Digitalization of the networks will improve the quality of grid controls

English

Askerbek Kuanyshbayev, the project sponsor and project manager, Managing Director for Strategy and Development of KEGOC, presented rationale and expected benefits of the WAMS / WACS monitoring and control project in Kazakhstan 

This KZT 600 million project is a part the Digital Kazakhstan government development programme and shall be completed in 2018-2020. 

It expected to bring around KZT 130 million per annum starting 2021, when both monitoring (WAMS) and control (WACS) systems will in commercial operation. The contract for delivery, installation, commissioning and technical support of the WAMS system was awarded in June 2018 to General Electric. 

The project shall be implemented in two stages and shall maximize the use of bandwidth through the management of electrical networks in real time. It shall facilitate assessing the state, analysing stability margins and effectively using the capacities of the power grid. 

WAMS (Wide Area Measurement System) shall automatically monitor the grid operating conditions using special PMU sensors (vector measurement device), which will be placed at KEGOC's substations of North-South Kazakhstan electricity transmission line, including 500 kV Shymkent and Zhambyl substations.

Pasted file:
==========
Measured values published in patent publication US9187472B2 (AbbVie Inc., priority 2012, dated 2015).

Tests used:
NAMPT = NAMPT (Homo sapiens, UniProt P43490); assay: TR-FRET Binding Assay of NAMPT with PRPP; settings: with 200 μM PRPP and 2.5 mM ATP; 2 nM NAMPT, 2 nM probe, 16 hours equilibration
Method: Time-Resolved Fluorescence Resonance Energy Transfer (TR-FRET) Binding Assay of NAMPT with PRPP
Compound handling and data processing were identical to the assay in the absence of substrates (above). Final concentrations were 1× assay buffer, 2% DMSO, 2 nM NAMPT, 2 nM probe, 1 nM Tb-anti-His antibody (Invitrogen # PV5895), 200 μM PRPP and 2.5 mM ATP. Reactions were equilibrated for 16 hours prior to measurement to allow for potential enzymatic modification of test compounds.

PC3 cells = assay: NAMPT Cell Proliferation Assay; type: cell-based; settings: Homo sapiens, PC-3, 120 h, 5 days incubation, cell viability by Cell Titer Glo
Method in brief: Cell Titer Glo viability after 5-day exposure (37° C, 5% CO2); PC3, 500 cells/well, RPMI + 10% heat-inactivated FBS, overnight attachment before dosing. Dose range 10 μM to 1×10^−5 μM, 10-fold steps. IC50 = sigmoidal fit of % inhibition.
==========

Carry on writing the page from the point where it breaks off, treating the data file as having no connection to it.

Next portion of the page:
Currently, GE is at the stage of equipment manufacture and shall comission the system by the end of 2018. Throughout 2019 the system will be studied to develop an operational algorithm for the the second component of the project, the WACS (Wide Area Control System), to be completed in 2020.

Mr. Kuanyshbayev, presenting the project to the concerned employees of MES branches via video-conference, urged them to act responsibly in supporting the project implementation: 'It is well known that the energy resources cannot be evenly found in Kazakhstan, and the South of the country is short on energy supply, while the North is energy-rich. In such conditions, we cannot stress enough the importance of utilisation of all available North-South electricity transmission capacity. And the trending growth of electricity generation by intermittent renewable sources (wind and solar) does not make our effort any easier. The success of this project, to a certain extent, will improve the reliability of the North-South electricity transmission and will become one of the building blocks of the future smart grid in Kazakhstan.’